clock menu more-arrow no yes

Filed under:

How Do Ultimate Base Runs and Equivalent Base Running Runs Compare?

New, 11 comments

Today, Fangraphs added Mitchel Lichtman's Ultimate Base Runs (UBR) to their site. Baseball Prospectus also has a base running statistic that tracks base runners since 1950, called Equivalent Base Running Runs (EQBRR). Each of these statistics attempt to measure the impact a player has on the basepaths, in order to gain a better perspective of the player as a whole. The data for UBR go back to 2002, so let's look at each of these stats for players from 2002-2011.

*Colin Wyers brought to my attention that UBR excludes SB/CS, while EQBRR includes this data. Since this is the case, I have subtracted EQSBR from the EQBRR data.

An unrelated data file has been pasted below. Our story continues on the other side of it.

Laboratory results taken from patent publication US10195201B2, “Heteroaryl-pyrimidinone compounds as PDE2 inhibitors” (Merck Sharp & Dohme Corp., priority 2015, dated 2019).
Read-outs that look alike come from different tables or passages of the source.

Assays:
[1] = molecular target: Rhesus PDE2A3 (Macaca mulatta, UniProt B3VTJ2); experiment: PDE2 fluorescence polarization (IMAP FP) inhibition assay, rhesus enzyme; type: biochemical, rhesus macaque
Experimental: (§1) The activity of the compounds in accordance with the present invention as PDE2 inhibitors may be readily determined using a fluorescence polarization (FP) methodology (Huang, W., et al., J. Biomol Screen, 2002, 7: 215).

There are 1,776 players with base running statistics on both Fangraphs and Baseball Prospectus. These are their stories.


Click to make the picture readable


UBR and EQBRR are pretty similar on most players. The average difference between players is 0.012 runs. The average run value for UBR is 0.037. The average for EQBRR is 0.025.

But most interesting -  where are the big differences?



Players that UBR rates much higher than EQBRR:





Players that UBR rates much lower than EQBRR:



There are 125 players with the exact same run value (my apologies for not listing them all). All of these players have a run value between -2 and 2.


Click to make the picture readable 


Both EQBRR and UBR have a similar spread. EQBRR has a few outliers that UBR does not have. It also looks like UBR flattens out more in the -2 to -5 range than EQBRR does.


There are quite a lot of similarities, which is comforting. EQBRR has a few more outliers and slightly lower values on average.